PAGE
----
Spend Less on Utilities

Questions? Contact 303-322-1234

  Follow the ORANGE links for our recommendations.

No matter who you choose to buy energy from, your local utility will continue to deliver your electricity and/or gas and respond to service interruptions and outages. You will still pay your utility for these services. Depending on your area, you can choose to receive a single bill from your utility listing your utility delivery charges and competitive supply charges, or separate bills from the utility and alternate energy provider.  The information on this page was last updated on June 20, 2011.  Please be sure to get accurate and up-to-date information before making any decision.

whitefence savings electricity

Whitefence savings natural gas

Residential Electricity:

There are choices for residential consumers in the state of Maine.  Please follow the links below to compare rates and switch plans.  Contact us directly at 303-322-1234 if you have any questions. 


Bangor Hydro Electric (BHE)

     Bid My Electricity Rate  - (coming soon)

Central Maine Power (CMP)

     Bid My Electricity Rate  - (coming soon)

Commercial Electricity:

In addition to the instant price quotes listed above, please feel free to fax your latest commercial electricity bill to us at 303-200-8670 in order to obtain a custom quote to see if we can help you reduce your electricity bill even further.  Call us at 303-322-1234 if you have any questions.

If you would like to inquire about our business opportunities in Maine, please contact us directly at
303-322-1234 or visit our Opportunity page.




The Maine Public Utilities Commission has reformed the state's electric market to give customers a chance to save money on their electric bills through choosing an alternate electric supplier. Customers at Central Maine Power, Bangor Hydro-Electric, Maine Public Service and the electric cooperatives and municipal districts can shop for a cheaper electric supply rate.

The state's investor-owned utilities sold their power plants to open the market to competition, and now only own the transmission and distribution wires, while also providing "backstop" power to customers who do not shop for electricity. With the move to competition, the utilities have separated service into two parts:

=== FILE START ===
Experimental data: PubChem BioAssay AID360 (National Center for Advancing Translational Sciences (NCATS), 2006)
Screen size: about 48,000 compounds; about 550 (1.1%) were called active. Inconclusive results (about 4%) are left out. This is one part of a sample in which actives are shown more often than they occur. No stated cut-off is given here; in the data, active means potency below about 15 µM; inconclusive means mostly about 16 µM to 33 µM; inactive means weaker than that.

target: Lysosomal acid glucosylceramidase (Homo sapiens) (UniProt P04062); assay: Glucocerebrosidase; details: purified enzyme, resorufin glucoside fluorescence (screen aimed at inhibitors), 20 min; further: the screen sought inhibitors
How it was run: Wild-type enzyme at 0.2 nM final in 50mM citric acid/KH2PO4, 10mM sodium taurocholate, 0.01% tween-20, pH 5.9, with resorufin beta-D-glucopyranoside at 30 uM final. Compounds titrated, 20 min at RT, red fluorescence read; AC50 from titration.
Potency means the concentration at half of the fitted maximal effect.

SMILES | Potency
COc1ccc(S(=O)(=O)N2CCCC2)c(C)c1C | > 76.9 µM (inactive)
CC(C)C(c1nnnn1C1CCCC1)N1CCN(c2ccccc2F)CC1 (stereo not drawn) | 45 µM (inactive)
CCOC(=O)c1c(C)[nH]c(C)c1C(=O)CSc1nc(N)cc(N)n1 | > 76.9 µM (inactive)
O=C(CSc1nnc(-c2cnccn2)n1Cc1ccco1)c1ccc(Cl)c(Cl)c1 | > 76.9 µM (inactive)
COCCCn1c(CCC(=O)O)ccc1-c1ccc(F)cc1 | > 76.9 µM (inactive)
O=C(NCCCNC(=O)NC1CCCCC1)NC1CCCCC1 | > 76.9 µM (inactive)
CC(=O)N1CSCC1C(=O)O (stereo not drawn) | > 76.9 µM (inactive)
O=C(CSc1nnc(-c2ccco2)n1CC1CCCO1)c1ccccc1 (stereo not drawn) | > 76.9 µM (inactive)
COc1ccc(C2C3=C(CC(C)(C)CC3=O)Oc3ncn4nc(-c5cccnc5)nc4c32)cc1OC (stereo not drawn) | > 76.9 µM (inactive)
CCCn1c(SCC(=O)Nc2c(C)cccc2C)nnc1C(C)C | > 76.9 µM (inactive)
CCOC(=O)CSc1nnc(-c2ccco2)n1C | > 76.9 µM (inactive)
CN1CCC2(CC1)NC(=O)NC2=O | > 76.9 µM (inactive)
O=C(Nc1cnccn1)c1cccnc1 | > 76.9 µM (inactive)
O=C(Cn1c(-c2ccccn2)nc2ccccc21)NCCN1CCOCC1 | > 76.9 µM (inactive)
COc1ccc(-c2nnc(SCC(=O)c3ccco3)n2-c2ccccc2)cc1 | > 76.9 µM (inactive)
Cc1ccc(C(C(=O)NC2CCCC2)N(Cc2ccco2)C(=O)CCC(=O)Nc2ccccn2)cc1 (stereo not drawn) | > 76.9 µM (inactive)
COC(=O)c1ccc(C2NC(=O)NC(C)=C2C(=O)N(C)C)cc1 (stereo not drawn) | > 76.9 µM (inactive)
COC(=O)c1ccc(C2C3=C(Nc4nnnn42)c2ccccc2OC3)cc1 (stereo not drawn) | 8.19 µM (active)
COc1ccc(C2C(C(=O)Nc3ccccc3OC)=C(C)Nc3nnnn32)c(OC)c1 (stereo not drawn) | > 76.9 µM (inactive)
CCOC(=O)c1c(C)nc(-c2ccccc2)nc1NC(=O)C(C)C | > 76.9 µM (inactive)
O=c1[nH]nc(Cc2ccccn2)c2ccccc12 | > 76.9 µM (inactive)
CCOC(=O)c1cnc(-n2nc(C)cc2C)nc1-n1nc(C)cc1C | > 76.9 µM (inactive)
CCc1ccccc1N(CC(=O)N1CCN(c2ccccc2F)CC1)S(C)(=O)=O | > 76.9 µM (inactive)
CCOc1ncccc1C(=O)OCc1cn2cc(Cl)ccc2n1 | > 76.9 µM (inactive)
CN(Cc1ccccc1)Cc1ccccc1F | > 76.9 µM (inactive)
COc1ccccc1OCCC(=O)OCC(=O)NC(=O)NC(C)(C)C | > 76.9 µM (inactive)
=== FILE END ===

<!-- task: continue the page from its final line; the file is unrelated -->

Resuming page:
Regulated distribution of power, which is still only provided by the utilities, and Supply of the electric commodity, which is open to competition.
Customers can choose to receive their electricity supply from their utility, or an alternate electric provider.

Customers who do not choose an alternate energy provider receive default supply from the utility, or Standard Offer Service (SOS). How often the Standard Offer price changes depends on the utility, but the price generally lasts one year for residential and small commercial customers, and one month for medium and large commercial customers. Large commercial customers also must pay peak rates. The monthly changes in electricity prices, and peak rates, can be volatile, and customers can avoid this volatility by contracting with an alternative electric provider for electric supply on a fixed rate. The size cutoff varies slightly by utility, but generally small customers are under 25 kilowatts (kW) or 50 kW; medium customers are between 25 kW/50 kW and about 400 or 500 kW; and large customers are those above 400 kW or 500 kW.

Customers who choose an alternate electric provider still have their power delivered to them by their utility, and contact the utility for all outage reporting. Customers can choose to receive either a single bill from the utility for their delivery service and energy supply service, or can receive two bills, one from each company. 

Maine Energy Brokers.pdf Maine Energy Brokers.pdf
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Residential Natural Gas: 

Unfortunately, at this time we are NOT able to help residential natural gas customers find competitive pricing on electricity in the state of Maine. 


Commercial Natural Gas:

Unfortunately, at this time we are NOT able to help commercial natural gas customers find competitive pricing on electricity in the state of Maine.